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The Insider’s Guide to Hiring a Contractor

I was recently talking to a neighbor who was in the process of hiring a contractor to remodel her kitchen.  She didn’t really know where to start or what to look for in a good, honest, reliable contractor.

This made me realize that many people who are not working daily in the construction industry are probably in the same boat as my neighbor. Hiring a contractor who is going to complete your project on time, on budget and to your expectations takes some diligent  homework on the part of the property owner.

First, you need to narrow down the field by asking friends, relatives and neighbors for some references for contractors with whom they have had good experiences with similar projects. Most people already know someone in the construction industry, whether it be an architect, a builder, or a different kind of tradesman, who could most certainly give you the name of someone who has a good reputation.

You can also ask area material suppliers and your local Better Business Bureau and the MHIC (Maryland Home Improvement Commission) to see if the referred contractors are reputable and financially solvent (lessening the likelihood of leaving you with a half- finished job or skipping town after you give them your deposit!).

Other referral websites, such as Angie’s List, have paying members that post reviews based on their experiences with local contractors.

Second, find out as much information on the project that you are doing. Most of this information is at your disposal right on the internet. What are the differences in materials that could be used and why is one more expensive? What are the common methods for installing the materials? What are the best choices for my lifestyle?

Next, once you have chosen at least 3 contractors from whom to solicit bids, you must ask these questions:

  • Do you have General Liability and Worker’s Compensation Insurance and can you provide me a certificate?  If something happens on the job, either to your property or to one of the workers, YOU could be left with a large claim on your homeowners insurance!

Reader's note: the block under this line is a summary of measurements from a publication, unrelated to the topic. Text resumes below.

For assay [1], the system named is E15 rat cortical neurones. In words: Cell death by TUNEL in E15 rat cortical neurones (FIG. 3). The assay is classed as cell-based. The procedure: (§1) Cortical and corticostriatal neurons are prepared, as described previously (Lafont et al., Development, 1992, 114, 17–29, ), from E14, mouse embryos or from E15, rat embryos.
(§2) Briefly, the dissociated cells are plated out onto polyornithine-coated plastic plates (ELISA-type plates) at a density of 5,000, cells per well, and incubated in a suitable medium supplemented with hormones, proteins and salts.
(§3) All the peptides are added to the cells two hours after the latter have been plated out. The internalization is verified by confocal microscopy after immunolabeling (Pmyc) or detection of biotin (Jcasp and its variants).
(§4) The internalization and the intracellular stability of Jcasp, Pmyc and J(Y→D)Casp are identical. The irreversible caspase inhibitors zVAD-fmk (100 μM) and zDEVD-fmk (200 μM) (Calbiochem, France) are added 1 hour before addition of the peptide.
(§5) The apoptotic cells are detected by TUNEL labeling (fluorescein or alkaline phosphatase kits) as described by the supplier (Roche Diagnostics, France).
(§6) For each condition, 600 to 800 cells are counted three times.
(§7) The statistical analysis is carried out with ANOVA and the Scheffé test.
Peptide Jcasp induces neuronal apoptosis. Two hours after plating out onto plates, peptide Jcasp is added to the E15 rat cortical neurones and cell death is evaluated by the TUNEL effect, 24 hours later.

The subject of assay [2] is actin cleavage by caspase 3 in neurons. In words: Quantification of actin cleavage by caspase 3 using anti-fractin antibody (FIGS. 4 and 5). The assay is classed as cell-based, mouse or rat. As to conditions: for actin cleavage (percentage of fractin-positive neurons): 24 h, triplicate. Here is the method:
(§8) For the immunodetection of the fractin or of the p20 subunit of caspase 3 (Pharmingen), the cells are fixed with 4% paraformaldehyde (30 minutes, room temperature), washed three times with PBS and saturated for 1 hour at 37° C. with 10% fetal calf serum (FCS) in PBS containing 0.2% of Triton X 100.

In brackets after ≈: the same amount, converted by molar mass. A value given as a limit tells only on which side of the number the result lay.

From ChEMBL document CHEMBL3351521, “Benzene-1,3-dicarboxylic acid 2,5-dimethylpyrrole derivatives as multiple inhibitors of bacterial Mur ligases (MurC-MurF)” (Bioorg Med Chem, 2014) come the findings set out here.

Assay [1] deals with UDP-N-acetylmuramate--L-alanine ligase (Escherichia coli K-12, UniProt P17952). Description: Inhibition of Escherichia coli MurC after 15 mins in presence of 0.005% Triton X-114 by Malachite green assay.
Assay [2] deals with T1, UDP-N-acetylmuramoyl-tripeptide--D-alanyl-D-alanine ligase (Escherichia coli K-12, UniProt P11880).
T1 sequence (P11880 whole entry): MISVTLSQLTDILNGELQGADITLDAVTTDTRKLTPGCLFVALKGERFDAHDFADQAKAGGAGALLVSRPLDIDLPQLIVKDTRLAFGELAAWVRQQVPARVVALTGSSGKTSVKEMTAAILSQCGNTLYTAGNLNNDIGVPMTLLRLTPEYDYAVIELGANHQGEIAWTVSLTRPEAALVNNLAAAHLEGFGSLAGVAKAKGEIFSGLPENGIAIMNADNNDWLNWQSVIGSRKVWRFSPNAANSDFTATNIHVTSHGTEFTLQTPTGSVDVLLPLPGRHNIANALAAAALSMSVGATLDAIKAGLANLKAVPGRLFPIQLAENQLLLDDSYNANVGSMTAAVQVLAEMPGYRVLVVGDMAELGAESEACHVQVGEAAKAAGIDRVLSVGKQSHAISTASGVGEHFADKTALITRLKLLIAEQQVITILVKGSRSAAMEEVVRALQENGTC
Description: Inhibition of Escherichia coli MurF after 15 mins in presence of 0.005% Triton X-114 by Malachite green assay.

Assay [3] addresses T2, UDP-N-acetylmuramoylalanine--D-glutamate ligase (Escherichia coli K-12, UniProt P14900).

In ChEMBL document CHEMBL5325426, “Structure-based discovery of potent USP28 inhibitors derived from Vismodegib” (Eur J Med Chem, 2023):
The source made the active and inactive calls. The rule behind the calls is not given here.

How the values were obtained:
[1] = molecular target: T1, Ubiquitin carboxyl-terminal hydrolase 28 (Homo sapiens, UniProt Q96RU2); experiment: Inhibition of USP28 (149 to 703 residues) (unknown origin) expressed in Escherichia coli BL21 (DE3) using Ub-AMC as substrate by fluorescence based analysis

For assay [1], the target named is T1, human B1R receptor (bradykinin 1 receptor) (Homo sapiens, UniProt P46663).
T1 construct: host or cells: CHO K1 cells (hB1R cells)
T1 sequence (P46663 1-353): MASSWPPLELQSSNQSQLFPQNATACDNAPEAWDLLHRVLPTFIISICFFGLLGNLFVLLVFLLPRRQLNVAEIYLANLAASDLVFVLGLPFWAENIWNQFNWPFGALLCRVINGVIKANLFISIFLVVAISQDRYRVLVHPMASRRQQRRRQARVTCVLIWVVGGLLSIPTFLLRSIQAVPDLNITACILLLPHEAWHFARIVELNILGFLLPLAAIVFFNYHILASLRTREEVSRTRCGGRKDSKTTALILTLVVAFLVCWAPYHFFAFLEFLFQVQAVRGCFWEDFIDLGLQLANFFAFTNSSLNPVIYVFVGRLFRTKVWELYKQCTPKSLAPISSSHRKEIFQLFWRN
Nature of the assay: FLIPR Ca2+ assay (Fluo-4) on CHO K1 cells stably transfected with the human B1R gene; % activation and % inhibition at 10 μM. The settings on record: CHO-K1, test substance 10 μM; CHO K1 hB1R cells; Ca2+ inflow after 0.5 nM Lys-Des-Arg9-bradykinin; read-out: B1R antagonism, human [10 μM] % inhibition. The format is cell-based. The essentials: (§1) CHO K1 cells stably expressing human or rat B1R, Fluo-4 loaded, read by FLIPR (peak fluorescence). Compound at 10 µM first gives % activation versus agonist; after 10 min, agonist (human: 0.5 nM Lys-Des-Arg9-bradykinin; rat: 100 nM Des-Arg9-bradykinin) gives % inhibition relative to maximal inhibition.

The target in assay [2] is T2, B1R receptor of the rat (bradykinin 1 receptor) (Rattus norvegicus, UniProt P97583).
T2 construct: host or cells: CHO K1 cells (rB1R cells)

• Do you have an MHIC license?  Homeowners can make sure at the MHIC website. If a contractor has an MHIC license they are required by law to have General Liability and Worker’s Compensation Insurance and be in good standing with regard to paying their taxes.
  • Can I have several references for the type of work that you will be doing for me?  Do you have any photos of completed projects?
  • Are you a member of your trade’s professional organization?  This shows that they are genuinely interested in the field and usually will be doing some kind of continuing education.
  • Will you be pulling permits for my job? Permits cannot be pulled by an unlicensed contractor.
  • When will you start and how long will it take?  Are there any variables that could change this schedule?
  • What happens if I have a problem with the job after it is completed?  Do you have a service department that will follow up on any issues we may have?
  • What kind of warranty do you offer on the project?

Once you have asked these important questions, you will need to follow up on that information:

  • Get everything in writing to include pay schedule, color, material choices, and warranty information on a legal contract that states the company’s name which matches their MHIC number .
  • Call and/or go visit the supplied references.  Also, go to the material supplier’s showroom and checkout the materials being used.
  • Check into the contractors’ reputations at the BBB ( and the MHIC.
  • Are the bids from each of the companies comparing apples to apples?   Are the same materials being used?  Is one way lower than the others?   If so, you need to find out why (refer to the questions above).  Be careful when it comes to pricing- the most expensive is not always better.
  • Maryland law states that a home improvement company cannot ask for more than 1/3 deposit upon signing of the contract.
  • Has the contractor been responsive to your phone calls and emails?  If not, it could be a sign of the way your job would be handled.

Once you have done your research and have asked all of the questions it’s time to choose the contractor who best suits your needs.

Hopefully by doing your homework you will have a finished project that will exceed your expectations!  Good Luck!